The new system could be used not only to identify eye conditions but also to give insight into risk of heart attacks, stroke and Parkinson’s disease.
RETFound, the first AI foundation model in ophthalmology, was developed using millions of eye scans from the NHS. The research team are making the system freely available to use by any institution worldwide, to forward global efforts to detect and treat blindness using AI. This work has been published in Nature.
A foundation model describes a very large, complex AI system, trained on huge amounts of unlabelled data, which can be fine-tuned for a diverse range of subsequent tasks. RETFound consistently outperforms existing state-of-the-art AI systems across a range of complex clinical tasks, and even more importantly, it addresses a significant shortcoming of many current AI systems by working well in diverse populations, and in patients with rare disease.
Professor Pearse Keane, senior author, from University College London said: “This is another big step towards using AI to reinvent the eye examination for the 21st century, both in the UK and globally. We show several exemplar conditions where RETFound can be used, but it has the potential to be developed further for hundreds of other sight-threatening eye diseases that we haven’t yet explored.”
RETFound could help improve diagnosis of some of the most debilitating eye diseases, including diabetic retinopathy and glaucoma, and predict systemic diseases such as Parkinson’s, stroke and heart failure. Identifying general health issues through the eyes is an emerging science called ‘oculomics’ – a term coined in 2020 by co-author Professor Alastair Denniston, from the Institute of Inflammation and Ageing.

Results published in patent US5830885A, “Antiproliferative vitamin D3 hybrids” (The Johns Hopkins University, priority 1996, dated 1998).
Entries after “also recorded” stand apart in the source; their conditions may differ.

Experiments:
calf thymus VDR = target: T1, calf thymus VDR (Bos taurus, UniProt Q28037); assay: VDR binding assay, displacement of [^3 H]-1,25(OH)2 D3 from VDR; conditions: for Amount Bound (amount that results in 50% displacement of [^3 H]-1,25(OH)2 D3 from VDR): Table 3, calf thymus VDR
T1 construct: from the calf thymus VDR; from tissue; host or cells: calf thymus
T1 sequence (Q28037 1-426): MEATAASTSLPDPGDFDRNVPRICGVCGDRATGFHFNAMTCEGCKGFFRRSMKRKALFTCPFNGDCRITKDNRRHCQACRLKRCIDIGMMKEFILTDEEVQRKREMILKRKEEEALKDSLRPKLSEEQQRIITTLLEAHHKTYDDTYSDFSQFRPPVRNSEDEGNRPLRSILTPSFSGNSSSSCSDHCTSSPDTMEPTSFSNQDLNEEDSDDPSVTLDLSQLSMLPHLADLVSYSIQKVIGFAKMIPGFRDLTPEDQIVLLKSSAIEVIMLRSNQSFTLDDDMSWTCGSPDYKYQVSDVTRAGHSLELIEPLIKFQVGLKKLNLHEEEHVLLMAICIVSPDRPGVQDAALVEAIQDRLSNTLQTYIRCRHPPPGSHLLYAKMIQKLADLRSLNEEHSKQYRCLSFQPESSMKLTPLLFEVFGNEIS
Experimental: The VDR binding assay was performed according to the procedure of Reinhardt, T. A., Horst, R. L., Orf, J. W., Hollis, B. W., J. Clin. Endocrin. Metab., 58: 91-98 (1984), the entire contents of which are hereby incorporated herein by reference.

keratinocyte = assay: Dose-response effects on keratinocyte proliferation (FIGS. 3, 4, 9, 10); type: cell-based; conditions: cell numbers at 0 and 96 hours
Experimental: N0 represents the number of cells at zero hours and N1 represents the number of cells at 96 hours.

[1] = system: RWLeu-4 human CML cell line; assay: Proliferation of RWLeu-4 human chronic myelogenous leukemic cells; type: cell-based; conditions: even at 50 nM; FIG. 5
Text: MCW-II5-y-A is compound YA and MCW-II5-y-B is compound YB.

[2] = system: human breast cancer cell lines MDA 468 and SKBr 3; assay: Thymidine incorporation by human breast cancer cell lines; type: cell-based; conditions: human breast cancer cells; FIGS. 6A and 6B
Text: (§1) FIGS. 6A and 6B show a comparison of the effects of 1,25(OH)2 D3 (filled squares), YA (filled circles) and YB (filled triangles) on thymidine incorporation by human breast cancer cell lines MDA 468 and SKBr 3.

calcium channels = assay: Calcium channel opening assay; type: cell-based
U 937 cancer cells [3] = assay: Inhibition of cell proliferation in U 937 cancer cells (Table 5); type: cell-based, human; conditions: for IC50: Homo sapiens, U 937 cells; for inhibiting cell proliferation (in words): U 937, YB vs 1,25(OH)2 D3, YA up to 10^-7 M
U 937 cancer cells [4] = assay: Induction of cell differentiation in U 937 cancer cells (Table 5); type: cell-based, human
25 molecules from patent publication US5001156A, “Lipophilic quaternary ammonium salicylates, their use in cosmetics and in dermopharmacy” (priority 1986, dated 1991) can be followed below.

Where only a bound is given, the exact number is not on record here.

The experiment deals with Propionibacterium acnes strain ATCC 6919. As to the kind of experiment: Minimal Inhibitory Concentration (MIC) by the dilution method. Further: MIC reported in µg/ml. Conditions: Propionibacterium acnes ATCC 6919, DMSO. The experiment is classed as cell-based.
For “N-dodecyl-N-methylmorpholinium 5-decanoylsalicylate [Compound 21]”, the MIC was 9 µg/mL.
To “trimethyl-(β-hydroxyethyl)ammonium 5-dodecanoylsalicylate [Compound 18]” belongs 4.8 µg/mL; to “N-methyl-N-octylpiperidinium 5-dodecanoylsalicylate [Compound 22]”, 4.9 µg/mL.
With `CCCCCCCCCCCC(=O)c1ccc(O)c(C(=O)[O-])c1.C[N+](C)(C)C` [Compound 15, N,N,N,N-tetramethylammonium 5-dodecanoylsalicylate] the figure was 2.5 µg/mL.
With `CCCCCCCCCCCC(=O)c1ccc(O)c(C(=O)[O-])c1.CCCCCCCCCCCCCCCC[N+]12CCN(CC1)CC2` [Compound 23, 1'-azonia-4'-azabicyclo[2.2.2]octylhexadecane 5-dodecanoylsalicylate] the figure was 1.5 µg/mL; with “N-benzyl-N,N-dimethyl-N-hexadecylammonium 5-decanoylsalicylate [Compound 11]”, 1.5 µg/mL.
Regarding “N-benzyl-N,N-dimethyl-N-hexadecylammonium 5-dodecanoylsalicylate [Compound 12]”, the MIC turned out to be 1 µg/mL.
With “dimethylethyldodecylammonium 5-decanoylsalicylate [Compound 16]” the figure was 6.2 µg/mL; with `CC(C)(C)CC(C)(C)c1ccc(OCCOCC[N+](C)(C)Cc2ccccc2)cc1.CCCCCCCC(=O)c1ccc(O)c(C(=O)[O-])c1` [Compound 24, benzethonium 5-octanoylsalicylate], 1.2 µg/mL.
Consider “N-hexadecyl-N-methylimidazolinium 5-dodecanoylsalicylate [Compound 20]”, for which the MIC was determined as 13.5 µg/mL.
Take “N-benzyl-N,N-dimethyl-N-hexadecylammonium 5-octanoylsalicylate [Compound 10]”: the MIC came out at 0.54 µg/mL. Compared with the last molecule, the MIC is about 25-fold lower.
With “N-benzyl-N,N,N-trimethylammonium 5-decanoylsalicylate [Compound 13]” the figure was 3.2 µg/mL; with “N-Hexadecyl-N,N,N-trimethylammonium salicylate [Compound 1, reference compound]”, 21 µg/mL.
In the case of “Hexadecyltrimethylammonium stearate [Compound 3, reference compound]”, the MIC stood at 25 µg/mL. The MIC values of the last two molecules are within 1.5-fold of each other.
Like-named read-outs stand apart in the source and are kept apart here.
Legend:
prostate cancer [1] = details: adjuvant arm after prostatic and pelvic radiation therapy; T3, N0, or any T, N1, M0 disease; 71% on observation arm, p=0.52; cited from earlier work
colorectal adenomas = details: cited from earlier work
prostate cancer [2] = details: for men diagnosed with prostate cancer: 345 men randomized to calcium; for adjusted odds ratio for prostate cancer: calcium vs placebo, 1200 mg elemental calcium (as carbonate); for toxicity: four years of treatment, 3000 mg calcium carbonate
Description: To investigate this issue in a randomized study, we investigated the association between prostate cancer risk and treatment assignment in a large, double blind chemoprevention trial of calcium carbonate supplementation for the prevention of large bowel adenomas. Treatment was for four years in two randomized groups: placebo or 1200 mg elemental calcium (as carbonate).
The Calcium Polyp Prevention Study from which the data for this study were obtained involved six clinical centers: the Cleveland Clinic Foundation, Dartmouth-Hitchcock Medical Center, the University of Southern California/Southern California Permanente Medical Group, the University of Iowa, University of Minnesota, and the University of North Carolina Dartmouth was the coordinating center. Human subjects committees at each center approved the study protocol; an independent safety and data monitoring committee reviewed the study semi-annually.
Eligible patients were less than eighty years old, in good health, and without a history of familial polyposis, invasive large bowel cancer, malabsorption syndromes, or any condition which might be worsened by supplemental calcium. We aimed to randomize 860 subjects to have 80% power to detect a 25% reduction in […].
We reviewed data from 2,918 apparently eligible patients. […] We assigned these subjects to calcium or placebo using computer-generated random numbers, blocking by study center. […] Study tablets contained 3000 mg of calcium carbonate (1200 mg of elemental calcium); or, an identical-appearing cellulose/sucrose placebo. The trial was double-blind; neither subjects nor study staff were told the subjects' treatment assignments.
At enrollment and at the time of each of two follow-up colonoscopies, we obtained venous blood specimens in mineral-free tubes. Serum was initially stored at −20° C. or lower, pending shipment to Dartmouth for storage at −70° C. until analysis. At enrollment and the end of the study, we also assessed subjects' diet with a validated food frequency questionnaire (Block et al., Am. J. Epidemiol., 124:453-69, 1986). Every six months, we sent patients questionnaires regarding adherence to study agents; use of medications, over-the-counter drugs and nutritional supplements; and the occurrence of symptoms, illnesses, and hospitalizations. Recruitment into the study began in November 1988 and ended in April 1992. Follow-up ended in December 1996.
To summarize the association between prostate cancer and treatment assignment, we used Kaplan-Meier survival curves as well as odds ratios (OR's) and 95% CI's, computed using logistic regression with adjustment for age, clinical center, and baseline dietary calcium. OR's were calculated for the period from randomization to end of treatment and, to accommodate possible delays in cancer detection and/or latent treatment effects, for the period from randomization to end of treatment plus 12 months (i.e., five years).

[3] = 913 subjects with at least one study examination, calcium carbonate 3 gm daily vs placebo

The eye offers a ‘window’ to examine our overall health. Non-invasive measurements we obtain from the eye can be used to give health practitioners an insight into non-eye related complex diseases and other problems associated with ageing.Professor Alastair Denniston.
One of the key challenges when developing AI models is the need for expert human labels, which are often expensive and time-consuming to acquire. As demonstrated in the paper, RETFound is able to match the performance of other AI systems whilst using as little as 10 percent of human labels in its dataset. This improvement in label efficiency is achieved by using an innovative self-supervising approach in which RETFound masks parts of an image, and then learns to predict the missing portions by itself.
RETFound was trained with a curated dataset of 1.6 million images from Moorfields Eye Hospital. This used AI tools and infrastructure provided by INSIGHT, the NHS-led health data research hub for eye health. INSIGHT is led by Moorfields Eye Hospital NHS Foundation Trust working in partnership with University Hospitals Birmingham NHS Foundation Trust. The hub’s powerful computing and AI capabilities evolved from a 2016 research collaboration with DeepMind, now Google DeepMind.
Professor Keane notes, “If the UK can combine high quality clinical data from the NHS, with top computer science expertise from its universities, it has the true potential to be a world leader in AI-enabled healthcare. We believe that our work provides a template for how this can be done.”